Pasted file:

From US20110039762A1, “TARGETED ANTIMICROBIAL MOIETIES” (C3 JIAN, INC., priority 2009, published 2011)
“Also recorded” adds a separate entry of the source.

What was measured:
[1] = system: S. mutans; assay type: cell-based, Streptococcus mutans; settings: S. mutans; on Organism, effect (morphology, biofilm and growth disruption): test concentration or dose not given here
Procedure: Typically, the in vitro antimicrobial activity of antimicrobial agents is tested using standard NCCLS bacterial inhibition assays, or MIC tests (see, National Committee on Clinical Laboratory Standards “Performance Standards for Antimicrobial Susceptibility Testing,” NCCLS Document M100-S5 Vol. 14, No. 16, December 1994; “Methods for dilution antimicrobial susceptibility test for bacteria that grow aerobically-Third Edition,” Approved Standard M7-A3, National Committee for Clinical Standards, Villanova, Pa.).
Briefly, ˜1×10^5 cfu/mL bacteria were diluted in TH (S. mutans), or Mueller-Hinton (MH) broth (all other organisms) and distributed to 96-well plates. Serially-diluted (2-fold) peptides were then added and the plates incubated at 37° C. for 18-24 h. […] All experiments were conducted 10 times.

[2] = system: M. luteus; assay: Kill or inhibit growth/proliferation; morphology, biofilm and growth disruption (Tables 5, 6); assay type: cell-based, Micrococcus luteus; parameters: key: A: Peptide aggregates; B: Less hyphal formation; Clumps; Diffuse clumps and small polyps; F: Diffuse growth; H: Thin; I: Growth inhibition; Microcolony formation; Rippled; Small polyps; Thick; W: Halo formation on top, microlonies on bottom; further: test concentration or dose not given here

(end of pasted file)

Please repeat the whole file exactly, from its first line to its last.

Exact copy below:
From US20110039762A1, “TARGETED ANTIMICROBIAL MOIETIES” (C3 JIAN, INC., priority 2009, published 2011)
“Also recorded” adds a separate entry of the source.

What was measured:
[1] = system: S. mutans; assay type: cell-based, Streptococcus mutans; settings: S. mutans; on Organism, effect (morphology, biofilm and growth disruption): test concentration or dose not given here
Procedure: Typically, the in vitro antimicrobial activity of antimicrobial agents is tested using standard NCCLS bacterial inhibition assays, or MIC tests (see, National Committee on Clinical Laboratory Standards “Performance Standards for Antimicrobial Susceptibility Testing,” NCCLS Document M100-S5 Vol. 14, No. 16, December 1994; “Methods for dilution antimicrobial susceptibility test for bacteria that grow aerobically-Third Edition,” Approved Standard M7-A3, National Committee for Clinical Standards, Villanova, Pa.).
Briefly, ˜1×10^5 cfu/mL bacteria were diluted in TH (S. mutans), or Mueller-Hinton (MH) broth (all other organisms) and distributed to 96-well plates. Serially-diluted (2-fold) peptides were then added and the plates incubated at 37° C. for 18-24 h. […] All experiments were conducted 10 times.

[2] = system: M. luteus; assay: Kill or inhibit growth/proliferation; morphology, biofilm and growth disruption (Tables 5, 6); assay type: cell-based, Micrococcus luteus; parameters: key: A: Peptide aggregates; B: Less hyphal formation; Clumps; Diffuse clumps and small polyps; F: Diffuse growth; H: Thin; I: Growth inhibition; Microcolony formation; Rippled; Small polyps; Thick; W: Halo formation on top, microlonies on bottom; further: test concentration or dose not given here